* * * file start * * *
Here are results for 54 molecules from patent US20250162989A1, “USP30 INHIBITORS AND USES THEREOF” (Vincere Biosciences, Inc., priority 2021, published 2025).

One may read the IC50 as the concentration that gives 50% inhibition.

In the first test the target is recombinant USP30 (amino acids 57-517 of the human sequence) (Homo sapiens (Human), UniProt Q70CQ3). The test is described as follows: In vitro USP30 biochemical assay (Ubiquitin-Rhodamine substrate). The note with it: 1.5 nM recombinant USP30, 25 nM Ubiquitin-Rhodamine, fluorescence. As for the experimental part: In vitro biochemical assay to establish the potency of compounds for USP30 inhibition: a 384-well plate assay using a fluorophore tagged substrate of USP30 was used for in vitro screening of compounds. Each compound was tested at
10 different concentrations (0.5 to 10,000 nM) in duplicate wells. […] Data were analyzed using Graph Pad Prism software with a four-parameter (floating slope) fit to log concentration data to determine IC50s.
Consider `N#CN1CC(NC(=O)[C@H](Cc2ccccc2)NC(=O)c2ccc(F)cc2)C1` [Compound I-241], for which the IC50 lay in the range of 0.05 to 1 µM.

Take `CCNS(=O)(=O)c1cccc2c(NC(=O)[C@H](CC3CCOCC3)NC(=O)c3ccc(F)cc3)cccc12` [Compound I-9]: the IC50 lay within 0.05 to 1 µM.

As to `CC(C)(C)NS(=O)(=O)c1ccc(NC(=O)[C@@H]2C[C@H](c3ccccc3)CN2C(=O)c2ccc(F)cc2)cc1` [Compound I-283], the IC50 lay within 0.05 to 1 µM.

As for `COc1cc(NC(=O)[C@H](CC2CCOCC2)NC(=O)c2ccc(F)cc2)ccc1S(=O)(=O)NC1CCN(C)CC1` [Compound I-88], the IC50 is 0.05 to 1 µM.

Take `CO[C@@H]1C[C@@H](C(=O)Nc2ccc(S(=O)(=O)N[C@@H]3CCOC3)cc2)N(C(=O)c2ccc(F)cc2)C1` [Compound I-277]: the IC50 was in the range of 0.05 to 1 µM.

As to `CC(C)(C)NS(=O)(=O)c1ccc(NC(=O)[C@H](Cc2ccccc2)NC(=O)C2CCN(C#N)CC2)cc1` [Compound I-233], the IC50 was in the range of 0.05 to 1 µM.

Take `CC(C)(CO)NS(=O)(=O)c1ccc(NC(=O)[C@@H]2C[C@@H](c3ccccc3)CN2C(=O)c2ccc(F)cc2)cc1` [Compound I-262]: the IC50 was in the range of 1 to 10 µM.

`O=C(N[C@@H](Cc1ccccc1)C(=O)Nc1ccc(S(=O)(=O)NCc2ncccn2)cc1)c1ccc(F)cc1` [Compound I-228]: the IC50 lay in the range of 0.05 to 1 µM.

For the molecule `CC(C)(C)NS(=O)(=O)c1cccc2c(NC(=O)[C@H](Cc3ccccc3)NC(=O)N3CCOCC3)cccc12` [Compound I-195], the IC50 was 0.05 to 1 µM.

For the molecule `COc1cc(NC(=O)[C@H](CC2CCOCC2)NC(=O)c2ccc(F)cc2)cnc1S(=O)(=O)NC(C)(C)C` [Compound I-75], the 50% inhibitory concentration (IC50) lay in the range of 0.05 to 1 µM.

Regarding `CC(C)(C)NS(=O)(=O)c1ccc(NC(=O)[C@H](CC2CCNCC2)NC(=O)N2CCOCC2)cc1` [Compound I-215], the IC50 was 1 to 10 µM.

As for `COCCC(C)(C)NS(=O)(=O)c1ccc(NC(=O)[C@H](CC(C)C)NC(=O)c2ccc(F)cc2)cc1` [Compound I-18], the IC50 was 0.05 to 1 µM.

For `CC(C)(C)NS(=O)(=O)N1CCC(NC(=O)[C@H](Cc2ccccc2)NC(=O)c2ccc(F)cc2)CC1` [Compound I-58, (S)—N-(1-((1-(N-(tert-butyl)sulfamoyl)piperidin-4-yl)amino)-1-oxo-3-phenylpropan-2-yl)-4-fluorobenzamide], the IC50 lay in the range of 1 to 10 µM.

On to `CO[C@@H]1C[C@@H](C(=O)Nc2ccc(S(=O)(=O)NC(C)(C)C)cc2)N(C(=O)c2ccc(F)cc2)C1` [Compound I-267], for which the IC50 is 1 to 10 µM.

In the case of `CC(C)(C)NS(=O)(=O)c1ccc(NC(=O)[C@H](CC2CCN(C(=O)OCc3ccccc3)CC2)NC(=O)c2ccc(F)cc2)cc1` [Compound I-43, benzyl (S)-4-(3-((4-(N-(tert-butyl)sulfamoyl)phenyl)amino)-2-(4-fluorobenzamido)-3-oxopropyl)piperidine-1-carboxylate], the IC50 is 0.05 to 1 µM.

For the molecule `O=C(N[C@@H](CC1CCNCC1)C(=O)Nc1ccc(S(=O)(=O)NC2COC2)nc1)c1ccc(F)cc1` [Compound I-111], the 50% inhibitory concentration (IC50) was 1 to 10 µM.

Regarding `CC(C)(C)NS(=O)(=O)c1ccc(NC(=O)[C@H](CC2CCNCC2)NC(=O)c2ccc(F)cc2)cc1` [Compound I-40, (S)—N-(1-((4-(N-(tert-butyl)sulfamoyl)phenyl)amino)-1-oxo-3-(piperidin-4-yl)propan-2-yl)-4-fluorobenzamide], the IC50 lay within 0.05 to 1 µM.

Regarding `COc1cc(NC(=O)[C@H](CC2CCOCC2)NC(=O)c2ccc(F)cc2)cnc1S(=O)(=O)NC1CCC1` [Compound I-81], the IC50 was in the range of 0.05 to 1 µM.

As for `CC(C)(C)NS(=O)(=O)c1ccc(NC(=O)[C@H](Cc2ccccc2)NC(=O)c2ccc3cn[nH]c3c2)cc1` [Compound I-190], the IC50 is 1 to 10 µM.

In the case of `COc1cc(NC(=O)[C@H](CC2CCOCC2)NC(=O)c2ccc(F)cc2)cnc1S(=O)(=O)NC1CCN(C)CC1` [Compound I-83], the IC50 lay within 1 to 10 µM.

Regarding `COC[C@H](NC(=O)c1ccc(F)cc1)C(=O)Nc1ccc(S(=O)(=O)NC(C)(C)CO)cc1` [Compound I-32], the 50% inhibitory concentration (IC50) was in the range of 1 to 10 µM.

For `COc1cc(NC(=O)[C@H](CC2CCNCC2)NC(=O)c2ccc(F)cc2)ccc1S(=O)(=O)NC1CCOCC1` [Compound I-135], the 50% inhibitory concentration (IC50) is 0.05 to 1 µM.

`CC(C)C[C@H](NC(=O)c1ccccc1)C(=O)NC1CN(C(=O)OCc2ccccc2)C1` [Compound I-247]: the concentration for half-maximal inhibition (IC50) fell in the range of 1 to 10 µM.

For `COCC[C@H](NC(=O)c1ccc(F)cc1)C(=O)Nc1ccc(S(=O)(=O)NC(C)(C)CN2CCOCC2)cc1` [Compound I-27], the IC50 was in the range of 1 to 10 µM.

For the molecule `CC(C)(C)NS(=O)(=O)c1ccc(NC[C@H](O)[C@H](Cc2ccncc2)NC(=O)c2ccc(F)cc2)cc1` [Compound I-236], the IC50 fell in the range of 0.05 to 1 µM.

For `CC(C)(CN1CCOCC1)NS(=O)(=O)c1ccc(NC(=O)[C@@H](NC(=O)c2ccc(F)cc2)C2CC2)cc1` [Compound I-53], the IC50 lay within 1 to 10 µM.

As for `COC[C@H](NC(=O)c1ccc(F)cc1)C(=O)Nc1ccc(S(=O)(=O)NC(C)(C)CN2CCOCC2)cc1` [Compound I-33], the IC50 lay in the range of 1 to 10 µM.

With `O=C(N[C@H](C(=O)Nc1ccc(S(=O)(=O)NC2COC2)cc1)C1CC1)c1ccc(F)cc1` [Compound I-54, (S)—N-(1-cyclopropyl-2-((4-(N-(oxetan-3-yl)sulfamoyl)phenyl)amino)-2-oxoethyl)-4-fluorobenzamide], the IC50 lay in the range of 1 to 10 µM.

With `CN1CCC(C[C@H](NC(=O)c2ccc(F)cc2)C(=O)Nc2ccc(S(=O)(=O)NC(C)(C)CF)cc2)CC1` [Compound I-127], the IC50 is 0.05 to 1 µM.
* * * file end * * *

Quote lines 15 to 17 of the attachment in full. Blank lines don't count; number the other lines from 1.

Regarding `CC(C)(C)NS(=O)(=O)c1ccc(NC(=O)[C@H](CC2CCNCC2)NC(=O)N2CCOCC2)cc1` [Compound I-215], the IC50 was 1 to 10 µM.

As for `COCCC(C)(C)NS(=O)(=O)c1ccc(NC(=O)[C@H](CC(C)C)NC(=O)c2ccc(F)cc2)cc1` [Compound I-18], the IC50 was 0.05 to 1 µM.

For `CC(C)(C)NS(=O)(=O)N1CCC(NC(=O)[C@H](Cc2ccccc2)NC(=O)c2ccc(F)cc2)CC1` [Compound I-58, (S)—N-(1-((1-(N-(tert-butyl)sulfamoyl)piperidin-4-yl)amino)-1-oxo-3-phenylpropan-2-yl)-4-fluorobenzamide], the IC50 lay in the range of 1 to 10 µM.